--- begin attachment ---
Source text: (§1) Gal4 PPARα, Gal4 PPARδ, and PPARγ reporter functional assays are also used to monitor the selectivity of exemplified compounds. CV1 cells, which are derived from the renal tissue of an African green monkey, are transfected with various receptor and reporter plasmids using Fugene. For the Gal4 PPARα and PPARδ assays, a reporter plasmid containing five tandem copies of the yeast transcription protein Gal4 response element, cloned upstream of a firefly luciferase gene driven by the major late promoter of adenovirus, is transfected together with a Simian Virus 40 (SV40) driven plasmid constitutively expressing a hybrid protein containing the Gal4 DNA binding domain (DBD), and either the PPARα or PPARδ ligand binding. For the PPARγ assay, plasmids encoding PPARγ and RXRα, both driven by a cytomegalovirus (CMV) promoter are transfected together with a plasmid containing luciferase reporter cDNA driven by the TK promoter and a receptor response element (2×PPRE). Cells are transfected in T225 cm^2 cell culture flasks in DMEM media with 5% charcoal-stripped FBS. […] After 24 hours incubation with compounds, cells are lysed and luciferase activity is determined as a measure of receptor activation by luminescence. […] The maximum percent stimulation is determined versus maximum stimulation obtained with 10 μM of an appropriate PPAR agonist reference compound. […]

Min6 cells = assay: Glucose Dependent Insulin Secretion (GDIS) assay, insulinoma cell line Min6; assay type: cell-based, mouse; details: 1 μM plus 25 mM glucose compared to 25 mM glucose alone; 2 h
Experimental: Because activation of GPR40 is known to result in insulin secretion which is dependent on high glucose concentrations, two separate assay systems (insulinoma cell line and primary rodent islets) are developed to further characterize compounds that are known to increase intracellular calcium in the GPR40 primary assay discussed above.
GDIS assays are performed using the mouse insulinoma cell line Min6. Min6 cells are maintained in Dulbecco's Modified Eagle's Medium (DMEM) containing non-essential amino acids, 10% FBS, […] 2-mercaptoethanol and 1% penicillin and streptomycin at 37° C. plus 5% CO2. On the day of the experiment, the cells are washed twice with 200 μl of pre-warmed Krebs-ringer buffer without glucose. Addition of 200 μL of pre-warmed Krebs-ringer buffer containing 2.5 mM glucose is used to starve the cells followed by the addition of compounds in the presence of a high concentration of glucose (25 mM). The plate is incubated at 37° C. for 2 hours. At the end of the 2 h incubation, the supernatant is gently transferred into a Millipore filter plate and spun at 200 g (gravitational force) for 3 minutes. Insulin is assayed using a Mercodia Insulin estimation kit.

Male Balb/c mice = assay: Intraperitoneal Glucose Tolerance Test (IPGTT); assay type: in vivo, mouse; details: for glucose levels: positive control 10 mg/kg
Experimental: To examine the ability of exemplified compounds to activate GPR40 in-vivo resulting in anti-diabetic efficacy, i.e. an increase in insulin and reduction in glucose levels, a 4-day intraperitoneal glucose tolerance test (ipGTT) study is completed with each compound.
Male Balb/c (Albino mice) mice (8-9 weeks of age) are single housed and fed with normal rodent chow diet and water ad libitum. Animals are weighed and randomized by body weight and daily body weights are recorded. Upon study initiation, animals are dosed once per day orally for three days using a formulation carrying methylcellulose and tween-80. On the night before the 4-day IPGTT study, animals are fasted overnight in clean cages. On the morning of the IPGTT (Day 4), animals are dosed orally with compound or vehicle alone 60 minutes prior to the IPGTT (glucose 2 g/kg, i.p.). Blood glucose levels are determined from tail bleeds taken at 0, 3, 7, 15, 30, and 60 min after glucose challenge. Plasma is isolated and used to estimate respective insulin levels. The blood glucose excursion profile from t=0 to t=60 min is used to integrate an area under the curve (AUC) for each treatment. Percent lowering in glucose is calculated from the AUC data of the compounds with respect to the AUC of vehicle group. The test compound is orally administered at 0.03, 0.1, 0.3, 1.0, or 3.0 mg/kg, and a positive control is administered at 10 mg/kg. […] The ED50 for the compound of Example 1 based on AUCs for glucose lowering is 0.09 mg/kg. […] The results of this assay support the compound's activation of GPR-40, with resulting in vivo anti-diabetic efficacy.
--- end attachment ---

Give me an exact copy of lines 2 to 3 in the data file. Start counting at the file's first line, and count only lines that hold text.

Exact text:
Min6 cells = assay: Glucose Dependent Insulin Secretion (GDIS) assay, insulinoma cell line Min6; assay type: cell-based, mouse; details: 1 μM plus 25 mM glucose compared to 25 mM glucose alone; 2 h
Experimental: Because activation of GPR40 is known to result in insulin secretion which is dependent on high glucose concentrations, two separate assay systems (insulinoma cell line and primary rodent islets) are developed to further characterize compounds that are known to increase intracellular calcium in the GPR40 primary assay discussed above.